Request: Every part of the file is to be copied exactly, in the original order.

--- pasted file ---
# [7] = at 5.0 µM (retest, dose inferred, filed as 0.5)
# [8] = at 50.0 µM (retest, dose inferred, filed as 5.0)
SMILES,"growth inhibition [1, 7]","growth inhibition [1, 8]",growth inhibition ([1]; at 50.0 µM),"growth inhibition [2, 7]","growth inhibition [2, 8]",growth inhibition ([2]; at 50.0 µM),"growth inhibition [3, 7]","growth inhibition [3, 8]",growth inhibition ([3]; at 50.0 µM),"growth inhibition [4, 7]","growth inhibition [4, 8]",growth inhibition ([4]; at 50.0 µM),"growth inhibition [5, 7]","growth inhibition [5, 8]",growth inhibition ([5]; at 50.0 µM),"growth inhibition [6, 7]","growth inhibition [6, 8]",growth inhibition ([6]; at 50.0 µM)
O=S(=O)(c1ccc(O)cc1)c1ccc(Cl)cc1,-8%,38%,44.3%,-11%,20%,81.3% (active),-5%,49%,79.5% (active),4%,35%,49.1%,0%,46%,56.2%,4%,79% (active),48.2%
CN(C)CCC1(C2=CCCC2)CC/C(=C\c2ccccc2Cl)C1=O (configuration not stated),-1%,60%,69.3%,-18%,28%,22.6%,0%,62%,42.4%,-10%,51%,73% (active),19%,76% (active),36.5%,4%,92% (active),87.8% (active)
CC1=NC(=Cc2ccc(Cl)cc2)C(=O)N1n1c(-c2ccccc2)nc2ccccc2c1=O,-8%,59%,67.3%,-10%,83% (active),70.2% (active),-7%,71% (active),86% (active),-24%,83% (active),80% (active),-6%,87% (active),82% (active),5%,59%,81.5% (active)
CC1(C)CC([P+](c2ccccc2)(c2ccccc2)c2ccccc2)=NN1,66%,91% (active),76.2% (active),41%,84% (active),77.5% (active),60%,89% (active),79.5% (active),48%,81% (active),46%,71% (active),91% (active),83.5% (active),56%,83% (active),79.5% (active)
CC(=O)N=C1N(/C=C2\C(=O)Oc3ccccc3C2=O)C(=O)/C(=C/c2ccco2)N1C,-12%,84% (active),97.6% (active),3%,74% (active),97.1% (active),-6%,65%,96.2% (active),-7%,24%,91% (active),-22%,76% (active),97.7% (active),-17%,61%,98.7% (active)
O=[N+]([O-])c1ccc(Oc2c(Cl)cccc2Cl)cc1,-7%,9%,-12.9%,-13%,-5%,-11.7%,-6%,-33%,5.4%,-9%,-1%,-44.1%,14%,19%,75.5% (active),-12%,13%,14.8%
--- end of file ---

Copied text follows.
# [7] = at 5.0 µM (retest, dose inferred, filed as 0.5)
# [8] = at 50.0 µM (retest, dose inferred, filed as 5.0)
SMILES,"growth inhibition [1, 7]","growth inhibition [1, 8]",growth inhibition ([1]; at 50.0 µM),"growth inhibition [2, 7]","growth inhibition [2, 8]",growth inhibition ([2]; at 50.0 µM),"growth inhibition [3, 7]","growth inhibition [3, 8]",growth inhibition ([3]; at 50.0 µM),"growth inhibition [4, 7]","growth inhibition [4, 8]",growth inhibition ([4]; at 50.0 µM),"growth inhibition [5, 7]","growth inhibition [5, 8]",growth inhibition ([5]; at 50.0 µM),"growth inhibition [6, 7]","growth inhibition [6, 8]",growth inhibition ([6]; at 50.0 µM)
O=S(=O)(c1ccc(O)cc1)c1ccc(Cl)cc1,-8%,38%,44.3%,-11%,20%,81.3% (active),-5%,49%,79.5% (active),4%,35%,49.1%,0%,46%,56.2%,4%,79% (active),48.2%
CN(C)CCC1(C2=CCCC2)CC/C(=C\c2ccccc2Cl)C1=O (configuration not stated),-1%,60%,69.3%,-18%,28%,22.6%,0%,62%,42.4%,-10%,51%,73% (active),19%,76% (active),36.5%,4%,92% (active),87.8% (active)
CC1=NC(=Cc2ccc(Cl)cc2)C(=O)N1n1c(-c2ccccc2)nc2ccccc2c1=O,-8%,59%,67.3%,-10%,83% (active),70.2% (active),-7%,71% (active),86% (active),-24%,83% (active),80% (active),-6%,87% (active),82% (active),5%,59%,81.5% (active)
CC1(C)CC([P+](c2ccccc2)(c2ccccc2)c2ccccc2)=NN1,66%,91% (active),76.2% (active),41%,84% (active),77.5% (active),60%,89% (active),79.5% (active),48%,81% (active),46%,71% (active),91% (active),83.5% (active),56%,83% (active),79.5% (active)
CC(=O)N=C1N(/C=C2\C(=O)Oc3ccccc3C2=O)C(=O)/C(=C/c2ccco2)N1C,-12%,84% (active),97.6% (active),3%,74% (active),97.1% (active),-6%,65%,96.2% (active),-7%,24%,91% (active),-22%,76% (active),97.7% (active),-17%,61%,98.7% (active)
O=[N+]([O-])c1ccc(Oc2c(Cl)cccc2Cl)cc1,-7%,9%,-12.9%,-13%,-5%,-11.7%,-6%,-33%,5.4%,-9%,-1%,-44.1%,14%,19%,75.5% (active),-12%,13%,14.8%